While zero turn radius lawn mowers are fast, highly maneuverable and represent the latest in residential riding lawn mower technology, they are not without their flaws. Zero turn radius mowers have front-steering and rear-steering wheels, which allow them to turn within their own footprints. This feature, theoretically, makes it easier to navigate into tight corners and to cover more ground in less time because you do not have to make wide, sweeping turns. Unfortunately, zero turn radius lawn mowers still have several problems.
If you get into the driver's seat of a zero turn radius lawn mower, the first thing you will likely notice is the absence of a steering wheel. In addition, upon glancing down at your feet, you may be surprised to notice a lack of gas and clutch pedals. Unlike with standard riding mowers, drivers accelerate, decelerate, reverse and steer zero turn radius mowers using two side levers: one for the left hand and one for the right. As the science and technology resource website Popular Mechanics mentions, with most models, while all of the wheels can freely rotate, the back wheels provide the power. When you push the handle on the left side of a zero turn radius mower forward, this increases the power on the left wheel, causing the mower to accelerate and move to the left simultaneously. To go straight, you must balance out the power of the left wheel by pushing the right lever forward to the same degree. While there is nothing mechanically dysfunctional about this method of operation, the main problem is the learning curve associated with it. Drivers who are used to the feel of a traditional riding mower will have to adjust to this new system, which they may find uncomfortable or hard to master.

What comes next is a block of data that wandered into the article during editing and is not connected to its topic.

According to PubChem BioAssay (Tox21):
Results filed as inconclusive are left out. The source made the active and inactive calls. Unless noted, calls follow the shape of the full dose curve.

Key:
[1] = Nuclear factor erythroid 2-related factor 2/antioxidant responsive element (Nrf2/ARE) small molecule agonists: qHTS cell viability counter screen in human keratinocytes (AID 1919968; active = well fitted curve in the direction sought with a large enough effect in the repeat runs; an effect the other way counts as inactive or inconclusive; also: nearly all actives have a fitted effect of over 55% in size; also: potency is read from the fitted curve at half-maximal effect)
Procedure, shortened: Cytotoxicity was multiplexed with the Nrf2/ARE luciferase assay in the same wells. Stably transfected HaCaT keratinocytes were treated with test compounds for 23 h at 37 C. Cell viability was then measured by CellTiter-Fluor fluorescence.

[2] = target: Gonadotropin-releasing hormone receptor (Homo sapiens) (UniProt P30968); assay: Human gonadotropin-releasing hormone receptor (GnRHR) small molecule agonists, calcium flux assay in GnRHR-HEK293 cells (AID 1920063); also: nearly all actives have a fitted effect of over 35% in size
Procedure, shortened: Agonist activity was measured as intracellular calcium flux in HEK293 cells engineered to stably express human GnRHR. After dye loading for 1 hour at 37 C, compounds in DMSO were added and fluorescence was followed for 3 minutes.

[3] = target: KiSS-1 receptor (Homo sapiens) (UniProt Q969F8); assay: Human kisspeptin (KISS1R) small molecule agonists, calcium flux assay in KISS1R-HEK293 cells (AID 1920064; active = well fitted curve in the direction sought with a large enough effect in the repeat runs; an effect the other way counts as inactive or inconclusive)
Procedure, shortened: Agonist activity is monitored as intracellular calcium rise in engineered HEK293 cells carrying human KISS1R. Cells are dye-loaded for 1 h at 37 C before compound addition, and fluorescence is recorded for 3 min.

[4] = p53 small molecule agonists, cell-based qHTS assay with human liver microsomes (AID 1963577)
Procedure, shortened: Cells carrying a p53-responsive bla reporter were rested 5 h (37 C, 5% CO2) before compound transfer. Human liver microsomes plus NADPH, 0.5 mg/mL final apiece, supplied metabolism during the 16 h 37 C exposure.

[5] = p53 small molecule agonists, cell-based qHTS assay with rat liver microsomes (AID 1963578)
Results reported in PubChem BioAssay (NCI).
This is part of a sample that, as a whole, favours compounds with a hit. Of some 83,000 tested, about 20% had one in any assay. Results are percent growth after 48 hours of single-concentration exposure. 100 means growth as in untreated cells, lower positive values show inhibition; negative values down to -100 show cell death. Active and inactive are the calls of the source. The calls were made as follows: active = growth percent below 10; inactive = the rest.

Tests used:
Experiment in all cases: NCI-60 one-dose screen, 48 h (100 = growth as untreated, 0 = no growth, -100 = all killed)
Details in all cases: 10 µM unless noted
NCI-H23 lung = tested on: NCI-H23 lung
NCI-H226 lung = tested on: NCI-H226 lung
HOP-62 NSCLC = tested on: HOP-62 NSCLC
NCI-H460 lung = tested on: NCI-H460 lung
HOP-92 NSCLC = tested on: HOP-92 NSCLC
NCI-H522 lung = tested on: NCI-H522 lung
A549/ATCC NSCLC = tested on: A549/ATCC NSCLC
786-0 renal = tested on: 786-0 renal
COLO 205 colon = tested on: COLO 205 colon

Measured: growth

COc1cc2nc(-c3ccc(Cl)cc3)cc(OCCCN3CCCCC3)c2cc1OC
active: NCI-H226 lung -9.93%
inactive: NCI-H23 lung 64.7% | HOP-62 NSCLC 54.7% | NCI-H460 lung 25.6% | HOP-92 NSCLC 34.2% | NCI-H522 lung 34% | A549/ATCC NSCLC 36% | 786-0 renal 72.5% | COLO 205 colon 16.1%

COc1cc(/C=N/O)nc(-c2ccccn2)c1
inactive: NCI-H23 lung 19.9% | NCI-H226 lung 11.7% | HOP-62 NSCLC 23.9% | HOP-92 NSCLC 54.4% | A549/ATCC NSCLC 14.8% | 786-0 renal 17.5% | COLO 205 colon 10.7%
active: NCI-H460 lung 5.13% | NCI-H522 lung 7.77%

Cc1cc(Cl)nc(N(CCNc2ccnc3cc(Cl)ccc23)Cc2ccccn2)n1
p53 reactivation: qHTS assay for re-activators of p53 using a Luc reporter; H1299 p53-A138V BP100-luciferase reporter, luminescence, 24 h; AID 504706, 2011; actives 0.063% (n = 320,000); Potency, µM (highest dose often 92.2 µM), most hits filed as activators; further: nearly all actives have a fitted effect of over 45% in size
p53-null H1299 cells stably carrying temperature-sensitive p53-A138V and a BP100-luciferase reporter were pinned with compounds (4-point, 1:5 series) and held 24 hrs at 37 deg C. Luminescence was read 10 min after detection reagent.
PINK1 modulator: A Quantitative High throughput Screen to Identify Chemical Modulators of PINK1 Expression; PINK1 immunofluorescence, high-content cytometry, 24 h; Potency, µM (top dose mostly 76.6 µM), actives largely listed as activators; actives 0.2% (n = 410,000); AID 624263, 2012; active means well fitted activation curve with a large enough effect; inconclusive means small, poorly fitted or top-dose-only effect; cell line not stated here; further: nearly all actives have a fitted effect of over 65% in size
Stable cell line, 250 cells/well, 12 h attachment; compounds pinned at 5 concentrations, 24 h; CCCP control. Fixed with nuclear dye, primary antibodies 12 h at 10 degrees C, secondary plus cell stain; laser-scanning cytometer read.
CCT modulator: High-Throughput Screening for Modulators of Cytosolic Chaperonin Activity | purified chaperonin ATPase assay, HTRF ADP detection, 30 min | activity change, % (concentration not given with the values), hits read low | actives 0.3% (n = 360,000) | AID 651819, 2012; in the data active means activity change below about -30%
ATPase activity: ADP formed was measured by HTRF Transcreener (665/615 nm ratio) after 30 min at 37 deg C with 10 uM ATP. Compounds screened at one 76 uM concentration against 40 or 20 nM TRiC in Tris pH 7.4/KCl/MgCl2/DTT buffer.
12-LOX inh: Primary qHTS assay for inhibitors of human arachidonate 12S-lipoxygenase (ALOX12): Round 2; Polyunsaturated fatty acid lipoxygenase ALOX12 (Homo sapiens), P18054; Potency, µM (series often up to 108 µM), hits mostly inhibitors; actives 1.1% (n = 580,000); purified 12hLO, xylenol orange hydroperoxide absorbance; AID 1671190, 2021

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In comparison to traditional-style riding mowers, zero turn radius mowers are considerably more expensive. As the technology resource and product review guide Galt Tech mentions, the most popular models, like the John Deere EZtrak Z225, the Toro TimeCutter Z4200 and the Craftsman ZTS 7500, cost between $2500 and $2800 as of September 2010. However, there are even more expensive models on the market, like the Swisher ZT2660 at $3800. Also, if you are looking for a zero turn radius mower that is capable of bagging, you will likely need to purchase a separate bagging kit, which can drive your cost up an additional $400 to $800.
While zero turn radius mowers are known for their incredible maneuverability, this feature may not always contribute to a perfectly trim lawn. As Galt Tech points out, some residential owners complain that in comparison to standard, tractor-style mowers, zero turn radius mowers do not cut grass as evenly, especially while making turns.